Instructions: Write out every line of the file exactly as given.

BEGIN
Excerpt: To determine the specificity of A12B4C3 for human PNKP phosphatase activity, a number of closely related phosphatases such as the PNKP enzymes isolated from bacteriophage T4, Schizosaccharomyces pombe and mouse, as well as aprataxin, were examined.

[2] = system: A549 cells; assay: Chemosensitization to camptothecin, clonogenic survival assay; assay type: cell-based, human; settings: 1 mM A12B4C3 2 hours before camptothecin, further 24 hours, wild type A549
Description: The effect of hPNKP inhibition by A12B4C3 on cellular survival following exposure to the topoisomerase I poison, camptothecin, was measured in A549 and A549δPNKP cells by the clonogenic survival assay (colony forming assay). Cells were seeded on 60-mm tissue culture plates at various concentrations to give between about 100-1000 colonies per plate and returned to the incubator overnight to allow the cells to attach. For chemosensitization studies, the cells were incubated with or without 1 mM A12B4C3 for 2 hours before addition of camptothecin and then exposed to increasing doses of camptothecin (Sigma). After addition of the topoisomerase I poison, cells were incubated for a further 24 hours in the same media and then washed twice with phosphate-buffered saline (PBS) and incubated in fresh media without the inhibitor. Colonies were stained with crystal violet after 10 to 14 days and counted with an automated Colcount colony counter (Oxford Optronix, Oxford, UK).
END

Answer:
Excerpt: To determine the specificity of A12B4C3 for human PNKP phosphatase activity, a number of closely related phosphatases such as the PNKP enzymes isolated from bacteriophage T4, Schizosaccharomyces pombe and mouse, as well as aprataxin, were examined.

[2] = system: A549 cells; assay: Chemosensitization to camptothecin, clonogenic survival assay; assay type: cell-based, human; settings: 1 mM A12B4C3 2 hours before camptothecin, further 24 hours, wild type A549
Description: The effect of hPNKP inhibition by A12B4C3 on cellular survival following exposure to the topoisomerase I poison, camptothecin, was measured in A549 and A549δPNKP cells by the clonogenic survival assay (colony forming assay). Cells were seeded on 60-mm tissue culture plates at various concentrations to give between about 100-1000 colonies per plate and returned to the incubator overnight to allow the cells to attach. For chemosensitization studies, the cells were incubated with or without 1 mM A12B4C3 for 2 hours before addition of camptothecin and then exposed to increasing doses of camptothecin (Sigma). After addition of the topoisomerase I poison, cells were incubated for a further 24 hours in the same media and then washed twice with phosphate-buffered saline (PBS) and incubated in fresh media without the inhibitor. Colonies were stained with crystal violet after 10 to 14 days and counted with an automated Colcount colony counter (Oxford Optronix, Oxford, UK).